QUINTESSENTIALLY COLLABORATIVE: Interview with Cherry Orchard director Soheil Parsa
Dec 11, 2018
A “quintessentially Canadian approach to the classics,” the Globe And Mail called their Dora Award winning production of Federico Garcia Lorca’s Blood Wedding (2015), highlighting Parsa’s ability to emphasize the individuality of the performers instead of forcing a “nebulous idea of diversity.” And indeed, Modern Times Stage Company has become known for the simplicity of their approach to diversity.
“Theatre is a collaborative art form,” says Artistic Director, Soheil Parsa. “As a company we have been interested in exploring how the themes of our plays and our approach to theatre can connect us to our city and to our world.”
Soheil and fellow York University graduate, Peter Farbridge, founded Modern Times Stage Company in 1989. Now, on the cusp of their 30th anniversary, the company boasts more than 60 Dora Award Nominations, 16 wins and Parsa has been shortlisted for the prestigious Siminovitch Prize twice, and honoured with the Queen Elizabeth Diamond Jubilee Award for his contribution as a theatre artist to Canadian society. Staging works that range from original work, to adaptations of classics, to English translations of Iranian plays, the company has produced more than 40 productions nationally and internationally.
Soheil chalks their achievements up to the power of collaboration: “Without many fantastic actors, designers, stage managers and technical people,” he says, “we would have not been able to create some of the most memorable and high calibre productions in this city.”
We talked to Soheil about Modern Times’ mandate, the importance of theatre and what draws the company’s interest when it comes to taking on new projects.
With your company’s passionate involvement in outreach and borderless collaboration, you have been described as a fervent advocate for social action through theatre. Why would you say is the theatre important for a modern society?
I believe that creating theatre is in itself an act of social action. Theatre is about the human-to-human connection between actors and audiences. This intimate, live, direct and immediate relationship between artists and audience occurs only in theatre. The “liveness” of theatre is what makes it an important, necessary and irreplaceable art form. Given the dominance of the digital media and communication in this age, sharing an experience between live actors and audience is necessary more than ever for human connection and human empathy.
Considered one of the most multicultural cities in the world – with more than half of its population being foreign-born – Toronto would seem to be the ideal landscape for Modern Times’s mandate of “inclusive humanism and formal experimentation.” What endears you to creating theatre in Toronto?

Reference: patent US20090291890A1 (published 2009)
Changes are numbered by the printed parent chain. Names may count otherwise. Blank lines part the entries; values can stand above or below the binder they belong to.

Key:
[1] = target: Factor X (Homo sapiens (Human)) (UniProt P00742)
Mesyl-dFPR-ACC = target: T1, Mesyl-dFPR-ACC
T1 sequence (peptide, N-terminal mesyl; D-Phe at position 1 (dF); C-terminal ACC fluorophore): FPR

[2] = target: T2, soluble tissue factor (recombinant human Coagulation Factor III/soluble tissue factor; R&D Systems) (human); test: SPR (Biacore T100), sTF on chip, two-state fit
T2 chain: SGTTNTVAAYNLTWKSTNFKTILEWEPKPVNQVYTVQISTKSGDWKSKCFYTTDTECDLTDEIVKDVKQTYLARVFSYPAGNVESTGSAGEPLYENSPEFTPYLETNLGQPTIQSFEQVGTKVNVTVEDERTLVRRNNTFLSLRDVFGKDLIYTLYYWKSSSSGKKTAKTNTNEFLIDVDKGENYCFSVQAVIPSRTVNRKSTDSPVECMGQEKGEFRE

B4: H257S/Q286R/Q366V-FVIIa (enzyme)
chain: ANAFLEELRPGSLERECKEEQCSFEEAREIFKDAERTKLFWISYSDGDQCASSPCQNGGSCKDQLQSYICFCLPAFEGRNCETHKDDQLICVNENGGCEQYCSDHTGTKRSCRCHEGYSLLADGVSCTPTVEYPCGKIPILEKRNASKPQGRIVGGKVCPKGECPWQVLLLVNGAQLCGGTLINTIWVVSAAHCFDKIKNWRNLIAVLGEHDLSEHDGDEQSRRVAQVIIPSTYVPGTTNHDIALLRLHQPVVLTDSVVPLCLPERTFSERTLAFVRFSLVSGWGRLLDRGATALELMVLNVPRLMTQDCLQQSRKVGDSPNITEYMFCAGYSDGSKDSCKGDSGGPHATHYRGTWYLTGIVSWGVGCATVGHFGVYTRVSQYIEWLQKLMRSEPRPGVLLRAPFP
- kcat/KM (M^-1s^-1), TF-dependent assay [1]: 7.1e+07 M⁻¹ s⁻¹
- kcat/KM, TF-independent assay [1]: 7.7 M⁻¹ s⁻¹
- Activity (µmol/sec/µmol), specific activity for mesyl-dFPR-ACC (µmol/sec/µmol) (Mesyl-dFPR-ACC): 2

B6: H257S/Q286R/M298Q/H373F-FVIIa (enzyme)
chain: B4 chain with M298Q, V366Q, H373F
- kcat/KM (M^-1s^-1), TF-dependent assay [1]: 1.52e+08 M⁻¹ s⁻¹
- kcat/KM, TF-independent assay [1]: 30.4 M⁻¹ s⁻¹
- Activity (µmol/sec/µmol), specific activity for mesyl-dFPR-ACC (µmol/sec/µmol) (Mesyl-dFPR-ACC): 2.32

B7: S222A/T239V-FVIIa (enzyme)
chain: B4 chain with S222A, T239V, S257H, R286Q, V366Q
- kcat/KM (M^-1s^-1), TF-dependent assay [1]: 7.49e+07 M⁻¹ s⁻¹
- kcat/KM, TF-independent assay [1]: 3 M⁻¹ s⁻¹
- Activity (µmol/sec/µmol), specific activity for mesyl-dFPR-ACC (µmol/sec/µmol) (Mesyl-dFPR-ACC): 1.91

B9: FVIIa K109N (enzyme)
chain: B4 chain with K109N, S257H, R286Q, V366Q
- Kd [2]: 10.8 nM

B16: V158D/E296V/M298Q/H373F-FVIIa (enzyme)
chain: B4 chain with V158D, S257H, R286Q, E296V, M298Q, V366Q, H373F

It has been a real privilege to work in this city and have access to a huge poll of amazing actors, designers and artists from different cultural backgrounds, many of them who have profoundly contributed to our creations. Given my Iranian background, I have always been interested in how the diversity of Toronto could be a creative asset in the productions. I saw no need for contradiction between the plurality of a streetcar and the plurality of a cast.
Recently co-artistic director, Peter Farbridge and I have been trying to extend this concept beyond the company through the Postmarginal Project, which is about looking past European and North American theatre tradition to help inspire more inclusivity in Canadian theatre. We think that it is possible to see cultural diversity not only in terms of political and social identities, but also as a source of creative inspiration through the different physical and emotional characteristics of performers.
How do you go about deciding on a next project?
We don’t choose our projects based on their marketing potential, but on the beliefs, core values and philosophy of the company. Mostly, our selection process is based on my intuitive response to the material. We are also attracted to classical plays for their mythic, archetypal and philosophical qualities. So, we have a list of our favorite plays in that category. We also develop and create new projects and are open to new plays by Canadian playwrights. The decision on the next project is always necessitated by its artistic/stylistic and thematic necessity.
(TOP LEFT) Bloom (2018): Peter Farbridge and Liz Peterson photo by John Launer. (TOP MIDDLE) Waiting for Godot (2008): Peter Farbridge, Peter Batakliev & Darrel Gamotin, photo by Guy Bertrand (TOP RIGHT) Headshot of Soheil Parsa by Sean Howard. (ABOVE) Blood Wedding(2015): Steven Bush, Beatriz Pizano, Jani Lauzon, Carlos Gonzalez-Vio, Liz Peterson, Mina James, Sebastian Marziali, Bahareh Yaraghi, Derek Kwan, photo by Brian Damaud.
Book now to see Modern Times’ take on Chekhov’s The Cherry Orchard, hitting Streetcar Crowsnest next spring as part of Crow’s Theatre’s 2018-19 season.
The Cherry Orchard is one of the 4 exciting productions that are part of our 4-Play Packages. Book your package today and save!